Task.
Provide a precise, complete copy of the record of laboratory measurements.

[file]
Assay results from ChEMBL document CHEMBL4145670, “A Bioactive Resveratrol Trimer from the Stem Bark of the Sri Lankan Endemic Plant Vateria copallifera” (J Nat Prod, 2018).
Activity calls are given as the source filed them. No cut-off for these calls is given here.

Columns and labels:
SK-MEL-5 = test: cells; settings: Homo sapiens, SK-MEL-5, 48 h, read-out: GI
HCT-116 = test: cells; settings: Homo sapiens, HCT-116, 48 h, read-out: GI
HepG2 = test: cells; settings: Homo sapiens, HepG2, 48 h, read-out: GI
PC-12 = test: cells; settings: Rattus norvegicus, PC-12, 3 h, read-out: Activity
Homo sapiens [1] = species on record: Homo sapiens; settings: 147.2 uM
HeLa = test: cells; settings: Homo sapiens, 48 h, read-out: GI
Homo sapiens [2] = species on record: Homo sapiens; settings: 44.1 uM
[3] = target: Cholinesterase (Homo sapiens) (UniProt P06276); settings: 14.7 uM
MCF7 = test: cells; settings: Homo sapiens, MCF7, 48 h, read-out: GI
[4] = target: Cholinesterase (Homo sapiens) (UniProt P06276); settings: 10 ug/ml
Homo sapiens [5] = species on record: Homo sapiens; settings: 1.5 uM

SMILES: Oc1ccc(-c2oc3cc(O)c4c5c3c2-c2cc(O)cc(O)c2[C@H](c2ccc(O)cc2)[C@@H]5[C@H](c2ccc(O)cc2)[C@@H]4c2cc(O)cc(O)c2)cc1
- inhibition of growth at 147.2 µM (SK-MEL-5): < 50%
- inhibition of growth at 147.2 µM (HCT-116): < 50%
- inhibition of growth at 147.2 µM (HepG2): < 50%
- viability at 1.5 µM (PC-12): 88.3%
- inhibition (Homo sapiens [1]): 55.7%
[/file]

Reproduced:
Assay results from ChEMBL document CHEMBL4145670, “A Bioactive Resveratrol Trimer from the Stem Bark of the Sri Lankan Endemic Plant Vateria copallifera” (J Nat Prod, 2018).
Activity calls are given as the source filed them. No cut-off for these calls is given here.

Columns and labels:
SK-MEL-5 = test: cells; settings: Homo sapiens, SK-MEL-5, 48 h, read-out: GI
HCT-116 = test: cells; settings: Homo sapiens, HCT-116, 48 h, read-out: GI
HepG2 = test: cells; settings: Homo sapiens, HepG2, 48 h, read-out: GI
PC-12 = test: cells; settings: Rattus norvegicus, PC-12, 3 h, read-out: Activity
Homo sapiens [1] = species on record: Homo sapiens; settings: 147.2 uM
HeLa = test: cells; settings: Homo sapiens, 48 h, read-out: GI
Homo sapiens [2] = species on record: Homo sapiens; settings: 44.1 uM
[3] = target: Cholinesterase (Homo sapiens) (UniProt P06276); settings: 14.7 uM
MCF7 = test: cells; settings: Homo sapiens, MCF7, 48 h, read-out: GI
[4] = target: Cholinesterase (Homo sapiens) (UniProt P06276); settings: 10 ug/ml
Homo sapiens [5] = species on record: Homo sapiens; settings: 1.5 uM

SMILES: Oc1ccc(-c2oc3cc(O)c4c5c3c2-c2cc(O)cc(O)c2[C@H](c2ccc(O)cc2)[C@@H]5[C@H](c2ccc(O)cc2)[C@@H]4c2cc(O)cc(O)c2)cc1
- inhibition of growth at 147.2 µM (SK-MEL-5): < 50%
- inhibition of growth at 147.2 µM (HCT-116): < 50%
- inhibition of growth at 147.2 µM (HepG2): < 50%
- viability at 1.5 µM (PC-12): 88.3%
- inhibition (Homo sapiens [1]): 55.7%